A new worker-led co-operative unlocking the potential of the renewable heat under our feet

Geothermal heat networks are the sleeping giant of decarbonisation. Air source heat pumps are rightly celebrated for their ability to harvest ambient heat and take the place of a gas boiler. But there is an alternative: as little as ten metres below us there is a source of warmth that is almost constant year round. That means that rather than multiplying the energy input by 1.5, a heat pump drawing on energy underground could multiply it by 4. So, you put in 100W of (hopefully solar) electricity to a pump connected to the well, you could get 400W out.

The problem is that most of us haven’t the space or the capital to get drillers in and sink wells into the ground – it works much better as a solution for a neighbourhood connecting dozens of houses than it does for a single home.

That’s where Space for Change comes it. It plans to work in communities – urban neighbourhoods, market towns or even large villages – to build the critical mass in support of a heat network. The key is to identify a ‘hub’ where the heat demand is concentrated and there is a suitable site for digging or drilling the heat collector. In S4C’s first project, that’s a development of social housing in Taunton. Elsewhere it might be a business, a property developer, offices… what ever it is, that’s the Space for Change.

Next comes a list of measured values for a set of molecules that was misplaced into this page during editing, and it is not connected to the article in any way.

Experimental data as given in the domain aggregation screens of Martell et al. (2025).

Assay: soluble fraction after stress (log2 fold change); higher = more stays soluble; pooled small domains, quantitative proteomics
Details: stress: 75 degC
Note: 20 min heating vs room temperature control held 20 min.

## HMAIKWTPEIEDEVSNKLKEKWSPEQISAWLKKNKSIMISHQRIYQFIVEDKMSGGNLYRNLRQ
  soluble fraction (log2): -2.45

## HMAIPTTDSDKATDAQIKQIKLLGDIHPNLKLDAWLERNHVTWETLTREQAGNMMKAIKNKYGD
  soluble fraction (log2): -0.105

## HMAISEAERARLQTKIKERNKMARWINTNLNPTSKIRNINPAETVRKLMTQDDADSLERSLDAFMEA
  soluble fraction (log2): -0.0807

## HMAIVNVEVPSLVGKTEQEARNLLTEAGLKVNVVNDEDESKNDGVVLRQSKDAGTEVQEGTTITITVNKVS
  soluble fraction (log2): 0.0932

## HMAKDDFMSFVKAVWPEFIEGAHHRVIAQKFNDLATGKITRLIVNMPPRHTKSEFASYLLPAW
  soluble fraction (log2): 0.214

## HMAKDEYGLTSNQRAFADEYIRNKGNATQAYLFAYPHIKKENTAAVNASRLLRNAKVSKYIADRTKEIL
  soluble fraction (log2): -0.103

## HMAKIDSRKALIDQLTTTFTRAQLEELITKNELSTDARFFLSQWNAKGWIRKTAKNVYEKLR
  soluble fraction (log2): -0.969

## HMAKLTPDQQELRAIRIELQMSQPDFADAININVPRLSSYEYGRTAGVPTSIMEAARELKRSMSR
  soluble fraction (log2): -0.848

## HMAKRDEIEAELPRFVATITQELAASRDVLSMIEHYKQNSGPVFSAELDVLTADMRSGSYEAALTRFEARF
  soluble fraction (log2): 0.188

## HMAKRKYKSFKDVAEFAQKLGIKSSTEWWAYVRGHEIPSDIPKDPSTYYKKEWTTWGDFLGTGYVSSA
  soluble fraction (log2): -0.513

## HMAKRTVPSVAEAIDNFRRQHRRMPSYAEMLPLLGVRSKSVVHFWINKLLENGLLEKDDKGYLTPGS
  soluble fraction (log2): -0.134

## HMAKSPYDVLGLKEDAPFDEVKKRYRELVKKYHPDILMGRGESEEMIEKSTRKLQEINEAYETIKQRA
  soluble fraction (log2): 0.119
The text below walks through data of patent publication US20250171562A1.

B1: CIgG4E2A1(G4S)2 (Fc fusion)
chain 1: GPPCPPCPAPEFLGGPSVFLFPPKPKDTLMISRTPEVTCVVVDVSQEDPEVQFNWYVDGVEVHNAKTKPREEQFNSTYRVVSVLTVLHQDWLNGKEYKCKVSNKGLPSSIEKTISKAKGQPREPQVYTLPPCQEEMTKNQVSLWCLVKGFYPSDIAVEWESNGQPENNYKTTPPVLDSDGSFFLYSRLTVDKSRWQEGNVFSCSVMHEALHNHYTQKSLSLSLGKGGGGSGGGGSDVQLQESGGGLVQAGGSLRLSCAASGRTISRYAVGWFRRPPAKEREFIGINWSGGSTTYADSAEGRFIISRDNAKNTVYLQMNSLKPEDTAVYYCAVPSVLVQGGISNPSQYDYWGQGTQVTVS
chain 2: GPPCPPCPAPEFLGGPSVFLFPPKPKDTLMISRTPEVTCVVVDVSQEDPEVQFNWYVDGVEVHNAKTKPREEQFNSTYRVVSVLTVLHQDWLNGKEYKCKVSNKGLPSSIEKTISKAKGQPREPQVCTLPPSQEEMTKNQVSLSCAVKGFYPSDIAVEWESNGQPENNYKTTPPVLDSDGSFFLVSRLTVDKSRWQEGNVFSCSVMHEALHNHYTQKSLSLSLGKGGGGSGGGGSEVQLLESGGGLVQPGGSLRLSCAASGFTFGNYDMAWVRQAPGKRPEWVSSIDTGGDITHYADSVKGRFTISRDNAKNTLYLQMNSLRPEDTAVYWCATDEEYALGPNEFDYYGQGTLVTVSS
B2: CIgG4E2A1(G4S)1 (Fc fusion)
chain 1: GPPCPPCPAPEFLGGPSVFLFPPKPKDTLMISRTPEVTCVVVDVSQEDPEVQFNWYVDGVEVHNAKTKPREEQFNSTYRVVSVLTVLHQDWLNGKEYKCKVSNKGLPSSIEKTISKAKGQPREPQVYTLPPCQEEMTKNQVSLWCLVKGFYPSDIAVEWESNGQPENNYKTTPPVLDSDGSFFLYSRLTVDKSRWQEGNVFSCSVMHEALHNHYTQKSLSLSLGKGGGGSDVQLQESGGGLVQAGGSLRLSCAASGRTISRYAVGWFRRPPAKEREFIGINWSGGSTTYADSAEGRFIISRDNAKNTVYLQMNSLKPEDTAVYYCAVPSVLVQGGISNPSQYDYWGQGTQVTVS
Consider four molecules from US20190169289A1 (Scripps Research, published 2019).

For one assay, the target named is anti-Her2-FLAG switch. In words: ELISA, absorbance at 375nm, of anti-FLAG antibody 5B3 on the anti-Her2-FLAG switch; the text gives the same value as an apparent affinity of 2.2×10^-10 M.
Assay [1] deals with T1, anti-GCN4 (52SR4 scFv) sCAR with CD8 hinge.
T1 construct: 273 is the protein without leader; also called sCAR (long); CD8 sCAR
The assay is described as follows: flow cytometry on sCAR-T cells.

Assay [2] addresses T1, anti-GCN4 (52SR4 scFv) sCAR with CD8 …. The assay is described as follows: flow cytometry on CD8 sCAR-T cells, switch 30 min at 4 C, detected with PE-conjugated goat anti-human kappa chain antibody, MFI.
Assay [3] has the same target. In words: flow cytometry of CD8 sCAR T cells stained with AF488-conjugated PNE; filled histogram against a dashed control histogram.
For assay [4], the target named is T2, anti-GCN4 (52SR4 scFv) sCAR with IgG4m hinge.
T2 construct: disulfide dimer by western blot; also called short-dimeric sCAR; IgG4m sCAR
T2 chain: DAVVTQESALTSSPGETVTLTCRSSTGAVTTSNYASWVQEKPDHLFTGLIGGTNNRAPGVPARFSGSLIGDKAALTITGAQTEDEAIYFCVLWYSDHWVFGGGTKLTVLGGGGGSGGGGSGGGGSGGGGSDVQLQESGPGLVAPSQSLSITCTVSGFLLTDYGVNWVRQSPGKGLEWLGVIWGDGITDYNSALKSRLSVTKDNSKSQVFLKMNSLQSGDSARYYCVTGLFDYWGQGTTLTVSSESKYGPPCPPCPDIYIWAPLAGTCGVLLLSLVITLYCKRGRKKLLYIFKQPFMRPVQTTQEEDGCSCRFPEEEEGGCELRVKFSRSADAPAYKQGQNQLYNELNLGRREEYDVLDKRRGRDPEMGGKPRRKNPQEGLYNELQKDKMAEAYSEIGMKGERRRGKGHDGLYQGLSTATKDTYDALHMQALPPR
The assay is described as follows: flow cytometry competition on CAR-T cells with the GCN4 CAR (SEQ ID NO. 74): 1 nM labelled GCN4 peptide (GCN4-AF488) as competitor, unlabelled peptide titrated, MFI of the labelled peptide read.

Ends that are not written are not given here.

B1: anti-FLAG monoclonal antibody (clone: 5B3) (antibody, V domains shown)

cad drawing of proposed buildings at 10 and 11a East Reach

All it needs is people – a team ready to make this a reality

We have established the organisation – a co-operative society – and we have build community support and raised some initial funding from the Community Energy Fund. But we’re missing one really important thing: people.

This isn’t meant to be something that you do in your spare time. Our goal is to create sustainable jobs in renewable energy: that’s why we chose a worker’s co-op as the basis for our legal form. The community activists who have taken the project this far now need to hand over to a team who can establish this trade from the ground up (so to speak).

You won’t be alone. You have two partners in the shape of South West Co-operative Development (which has used it’s expertise in business planning and development to piece together the plan and the structure so far) and Somerset Co-op Community Land Trust (which as the developer of the Taunton site will be the first development partner).

Interested? Email alex@southwest.coop or come along to our launch event on the 26th July at the Albemarle Centre in Taunton.